Mining cheap labor markets are the leading business ventures of our times, much to the demise of American jobs.
So, it was with a bit of enjoyment that I took in the spectacle last week of an American CEO being held hostage in his own plant in China by employees who felt he was cutting and running for greener pastures while leaving them high and dry.
The CEO, Chip Starnes, co-owner of Specialty Medical Supplies(cheap medical equipment), a Florida-based company, was finally freed, but not until he had signed a compensation agreement that provided 97 employees with some $300,000 in severance pay and other benefits.
The employees became suspicious when Mr. Starnes closed the plant's injection molding division as a precursor to moving that division to India. The closure only impacted 30 employees, but the other employees viewed the move as a signal that the Beijing plant's entire operation was about to move to India.
I'm not sure whether it was reflected in the final settlement, but the employees were demanding they get the same pay and benefits as the 30 employees who were being laid off.
In a CNBC interview Friday morning, Mr. Starnes, who is back in the U.S., lamented the lack of support he received from local officials and from the Chinese government.
"I am really upset how no one stepped in to help or to do anything," he said.
"I felt like an animal in a zoo, sort of like throwing peanuts to a guy in a cage, 'Hey, you are getting food every single day, be happy. Live in there with the same people in the cage and work it out.' "
According to a New York Times article, the lack of labor rights protection in China has led workers to increasingly use intimidation and violence to resolve salary disputes. According to the article, for example, 14 women died in a factory fire that police said had been set by a worker who was upset about not being paid some $490 in back wages.
But with millions of dollars in equipment(medical equipments) tied up in the plant, Mr. Starnes has no choice but to reopen the plant, and to do that he will be rehiring some of the same employees who shook him down, which should no doubt have his business partners and shareholders brimming with confidence.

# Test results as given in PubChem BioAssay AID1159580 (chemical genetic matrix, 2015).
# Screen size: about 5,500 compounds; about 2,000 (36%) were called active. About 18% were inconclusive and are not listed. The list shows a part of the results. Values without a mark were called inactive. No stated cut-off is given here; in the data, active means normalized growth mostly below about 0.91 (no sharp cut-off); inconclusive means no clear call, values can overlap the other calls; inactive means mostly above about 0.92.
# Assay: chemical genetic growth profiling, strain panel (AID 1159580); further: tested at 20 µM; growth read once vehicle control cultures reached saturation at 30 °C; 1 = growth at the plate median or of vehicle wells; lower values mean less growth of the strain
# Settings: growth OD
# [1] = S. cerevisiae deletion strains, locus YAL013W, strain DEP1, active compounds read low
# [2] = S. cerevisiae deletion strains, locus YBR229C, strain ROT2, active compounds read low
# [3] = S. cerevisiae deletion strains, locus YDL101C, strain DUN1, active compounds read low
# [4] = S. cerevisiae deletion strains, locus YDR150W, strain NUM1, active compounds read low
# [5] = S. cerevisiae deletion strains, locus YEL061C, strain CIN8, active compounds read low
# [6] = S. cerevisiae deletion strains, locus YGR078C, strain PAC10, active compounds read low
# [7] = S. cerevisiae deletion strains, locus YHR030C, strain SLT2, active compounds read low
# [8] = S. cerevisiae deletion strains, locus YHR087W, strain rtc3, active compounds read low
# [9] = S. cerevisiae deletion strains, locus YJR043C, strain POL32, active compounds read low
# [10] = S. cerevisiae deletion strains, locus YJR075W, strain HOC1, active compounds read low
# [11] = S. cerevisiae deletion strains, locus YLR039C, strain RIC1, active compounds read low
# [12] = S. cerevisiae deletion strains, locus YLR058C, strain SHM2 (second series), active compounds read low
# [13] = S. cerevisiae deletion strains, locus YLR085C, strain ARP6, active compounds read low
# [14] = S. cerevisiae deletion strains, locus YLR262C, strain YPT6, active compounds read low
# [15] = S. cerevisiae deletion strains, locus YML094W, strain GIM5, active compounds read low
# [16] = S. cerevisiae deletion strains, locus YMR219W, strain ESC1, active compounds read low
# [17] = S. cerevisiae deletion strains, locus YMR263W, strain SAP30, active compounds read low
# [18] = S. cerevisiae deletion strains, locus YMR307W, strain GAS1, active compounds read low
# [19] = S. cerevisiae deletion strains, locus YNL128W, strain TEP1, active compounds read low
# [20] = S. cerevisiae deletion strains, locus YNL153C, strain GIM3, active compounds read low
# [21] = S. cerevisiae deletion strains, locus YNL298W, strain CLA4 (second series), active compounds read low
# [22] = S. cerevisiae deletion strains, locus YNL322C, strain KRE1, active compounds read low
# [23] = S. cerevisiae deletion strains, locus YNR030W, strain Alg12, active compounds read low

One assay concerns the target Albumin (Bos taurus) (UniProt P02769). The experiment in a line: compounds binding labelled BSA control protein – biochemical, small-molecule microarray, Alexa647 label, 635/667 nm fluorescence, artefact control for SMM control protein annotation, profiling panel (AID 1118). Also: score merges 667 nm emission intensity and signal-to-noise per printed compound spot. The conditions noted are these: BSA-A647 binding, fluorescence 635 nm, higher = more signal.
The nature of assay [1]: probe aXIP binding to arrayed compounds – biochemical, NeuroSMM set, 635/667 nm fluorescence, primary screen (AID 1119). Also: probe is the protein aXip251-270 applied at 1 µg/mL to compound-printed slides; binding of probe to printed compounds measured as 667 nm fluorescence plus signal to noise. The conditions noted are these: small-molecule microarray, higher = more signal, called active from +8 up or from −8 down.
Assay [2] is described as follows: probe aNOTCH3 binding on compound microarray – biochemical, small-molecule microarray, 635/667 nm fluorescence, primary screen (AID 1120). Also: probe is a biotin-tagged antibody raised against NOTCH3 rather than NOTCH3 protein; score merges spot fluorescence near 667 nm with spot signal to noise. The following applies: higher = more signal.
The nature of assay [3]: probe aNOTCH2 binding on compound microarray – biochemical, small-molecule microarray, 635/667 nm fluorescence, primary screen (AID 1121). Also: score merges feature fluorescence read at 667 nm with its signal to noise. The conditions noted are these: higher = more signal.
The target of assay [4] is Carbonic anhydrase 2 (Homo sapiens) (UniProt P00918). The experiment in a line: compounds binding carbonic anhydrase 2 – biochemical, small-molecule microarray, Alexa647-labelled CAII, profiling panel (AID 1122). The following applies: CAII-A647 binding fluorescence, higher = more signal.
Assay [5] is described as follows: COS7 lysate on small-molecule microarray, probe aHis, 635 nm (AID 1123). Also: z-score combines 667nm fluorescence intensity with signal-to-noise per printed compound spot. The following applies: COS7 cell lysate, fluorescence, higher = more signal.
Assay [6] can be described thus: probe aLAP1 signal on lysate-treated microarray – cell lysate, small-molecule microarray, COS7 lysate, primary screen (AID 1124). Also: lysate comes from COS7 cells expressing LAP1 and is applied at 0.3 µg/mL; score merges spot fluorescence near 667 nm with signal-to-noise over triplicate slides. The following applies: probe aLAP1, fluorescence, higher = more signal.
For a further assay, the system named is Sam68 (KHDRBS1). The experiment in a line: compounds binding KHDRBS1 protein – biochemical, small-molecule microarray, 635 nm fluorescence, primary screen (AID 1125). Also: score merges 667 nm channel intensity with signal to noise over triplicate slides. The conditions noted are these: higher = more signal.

He would, however, be having second thoughts if he was a new investor in China.
"There is a dirty underside to doing business in China," he said in his CNBC interview.
But for years many American businesses have lived with that "dirty underside," because it was profitable. Labor was cheap, government business regulations were virtually absent. But the Chinese labor market has been changing.
According to a recent Wall Street Journal "Real Time" look at the Chinese labor force, "China's unit labor costs have risen 68 percent since 2005, compared to a 12 percent rise in Mexico and 8 percent in the U.S." This means that profit margins are shrinking for many of the American companies that have moved their businesses there.
Mr. Starnes alluded to this when he lamented the country's "escalating salaries," and a business climate he described as "not as inviting."
Of course, those are the same criticisms of the American labor market that led many businesses to outsource jobs to countries with cheap labor.
Mr. Starnes' experience should perhaps open his eyes to some of the major pluses of doing business stateside, not the least of which is the rule of law that would never allow employees to benefit from activities that would surely be branded in this country as kidnapping and extortion.
Of course, Mr. Starnes will only view his experience as time to find another country that will boost his production profit margin.